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17 April 2014 12:48 pm ,
Vol. 344 ,
Officials last week revealed that the U.S. contribution to ITER could cost $3.9 billion by 2034—roughly four times the...
An experimental hepatitis B drug that looked safe in animal trials tragically killed five of 15 patients in 1993. Now,...
Using the two high-quality genomes that exist for Neandertals and Denisovans, researchers find clues to gene activity...
A new report from the Intergovernmental Panel on Climate Change (IPCC) concludes that humanity has done little to slow...
Astronomers have discovered an Earth-sized planet in the habitable zone of a red dwarf—a star cooler than the sun—500...
Three years ago, Jennifer Francis of Rutgers University proposed that a warming Arctic was altering the behavior of the...
- 17 April 2014 12:48 pm , Vol. 344 , #6181
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ScienceShot: Amoeba-Sized Insect Is Missing Some Pieces
18 November 2011 12:31 pm
You can't shrink down to the size of an amoeba without losing parts of yourself. That's the lesson one researcher is taking away from a microscopic analysis of the fairy wasp (Megaphragma mymaripenne), which at a mere 200 micrometers in length is one of the world's smallest animals (shown compared to a paramecium and amoeba above). When the scientist compared the neurons of adult and pupae fairy wasps, he discovered that more than 95% of adult neurons lack a nucleus. The findings, reported online this month in Arthropod Structure & Development, suggest that while a complete set of neurons is needed to grow, far less are required to live. And that helps the wasp shrink so small that it can avoid most predators and invade the eggs of other insects.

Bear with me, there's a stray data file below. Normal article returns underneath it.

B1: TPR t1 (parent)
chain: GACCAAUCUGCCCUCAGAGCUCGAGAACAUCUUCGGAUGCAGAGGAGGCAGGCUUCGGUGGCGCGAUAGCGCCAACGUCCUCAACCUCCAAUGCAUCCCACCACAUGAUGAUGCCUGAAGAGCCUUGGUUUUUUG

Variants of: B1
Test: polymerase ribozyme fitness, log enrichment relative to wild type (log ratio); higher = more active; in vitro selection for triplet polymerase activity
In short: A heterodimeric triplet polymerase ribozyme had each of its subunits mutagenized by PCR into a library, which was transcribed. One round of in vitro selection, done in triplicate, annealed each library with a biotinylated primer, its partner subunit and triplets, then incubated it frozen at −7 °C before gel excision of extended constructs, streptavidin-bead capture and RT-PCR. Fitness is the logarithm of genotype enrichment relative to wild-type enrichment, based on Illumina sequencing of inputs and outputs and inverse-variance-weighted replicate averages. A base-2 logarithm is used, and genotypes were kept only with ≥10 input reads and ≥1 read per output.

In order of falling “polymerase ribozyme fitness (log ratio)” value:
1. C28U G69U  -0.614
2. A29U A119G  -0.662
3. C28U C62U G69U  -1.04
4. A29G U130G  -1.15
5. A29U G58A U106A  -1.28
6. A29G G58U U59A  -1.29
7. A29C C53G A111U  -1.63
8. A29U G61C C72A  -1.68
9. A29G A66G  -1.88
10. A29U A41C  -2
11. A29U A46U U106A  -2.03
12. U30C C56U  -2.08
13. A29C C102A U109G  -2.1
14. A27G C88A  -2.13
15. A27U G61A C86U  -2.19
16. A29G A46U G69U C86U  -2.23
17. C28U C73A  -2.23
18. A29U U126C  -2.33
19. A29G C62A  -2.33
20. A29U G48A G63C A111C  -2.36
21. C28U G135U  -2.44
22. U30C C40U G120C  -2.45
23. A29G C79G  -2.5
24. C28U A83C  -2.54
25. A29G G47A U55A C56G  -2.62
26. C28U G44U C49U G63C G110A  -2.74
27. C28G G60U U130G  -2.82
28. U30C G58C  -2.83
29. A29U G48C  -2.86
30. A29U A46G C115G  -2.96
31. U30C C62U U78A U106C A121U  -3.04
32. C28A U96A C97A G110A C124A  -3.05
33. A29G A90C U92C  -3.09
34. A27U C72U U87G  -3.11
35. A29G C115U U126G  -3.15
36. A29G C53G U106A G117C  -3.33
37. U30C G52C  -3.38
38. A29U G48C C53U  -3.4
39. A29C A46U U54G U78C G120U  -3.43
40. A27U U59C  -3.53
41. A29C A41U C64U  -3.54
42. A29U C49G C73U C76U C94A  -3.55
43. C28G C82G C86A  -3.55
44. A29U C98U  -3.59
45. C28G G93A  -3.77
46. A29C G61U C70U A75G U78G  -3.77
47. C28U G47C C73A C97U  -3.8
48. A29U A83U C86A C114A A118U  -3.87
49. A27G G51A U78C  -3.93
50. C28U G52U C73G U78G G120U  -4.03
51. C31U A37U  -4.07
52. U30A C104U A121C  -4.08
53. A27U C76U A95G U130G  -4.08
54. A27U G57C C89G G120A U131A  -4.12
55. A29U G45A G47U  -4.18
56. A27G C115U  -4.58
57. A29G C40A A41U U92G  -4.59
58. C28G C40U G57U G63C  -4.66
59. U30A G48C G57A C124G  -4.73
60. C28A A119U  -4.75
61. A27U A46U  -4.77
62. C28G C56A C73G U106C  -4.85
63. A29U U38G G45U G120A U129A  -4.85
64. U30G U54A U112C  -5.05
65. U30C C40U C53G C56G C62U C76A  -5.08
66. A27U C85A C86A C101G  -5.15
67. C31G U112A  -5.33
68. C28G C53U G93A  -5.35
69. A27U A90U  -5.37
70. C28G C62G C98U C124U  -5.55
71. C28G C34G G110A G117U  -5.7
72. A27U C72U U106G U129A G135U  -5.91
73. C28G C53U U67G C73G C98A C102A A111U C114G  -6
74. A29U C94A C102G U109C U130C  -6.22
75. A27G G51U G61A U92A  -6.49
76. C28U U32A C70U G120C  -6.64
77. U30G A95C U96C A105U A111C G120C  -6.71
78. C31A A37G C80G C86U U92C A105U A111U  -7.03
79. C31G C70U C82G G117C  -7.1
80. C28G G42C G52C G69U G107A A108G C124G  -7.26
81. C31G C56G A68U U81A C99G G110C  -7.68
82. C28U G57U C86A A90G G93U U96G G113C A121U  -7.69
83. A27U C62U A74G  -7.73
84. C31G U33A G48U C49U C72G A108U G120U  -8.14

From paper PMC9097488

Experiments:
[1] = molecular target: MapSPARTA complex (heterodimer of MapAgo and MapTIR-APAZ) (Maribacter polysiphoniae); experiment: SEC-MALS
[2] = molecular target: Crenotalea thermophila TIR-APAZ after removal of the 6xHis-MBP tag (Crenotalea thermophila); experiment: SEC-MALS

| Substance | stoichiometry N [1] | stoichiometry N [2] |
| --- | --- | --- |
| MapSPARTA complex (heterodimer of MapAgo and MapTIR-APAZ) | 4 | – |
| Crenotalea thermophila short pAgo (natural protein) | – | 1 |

See more ScienceShots.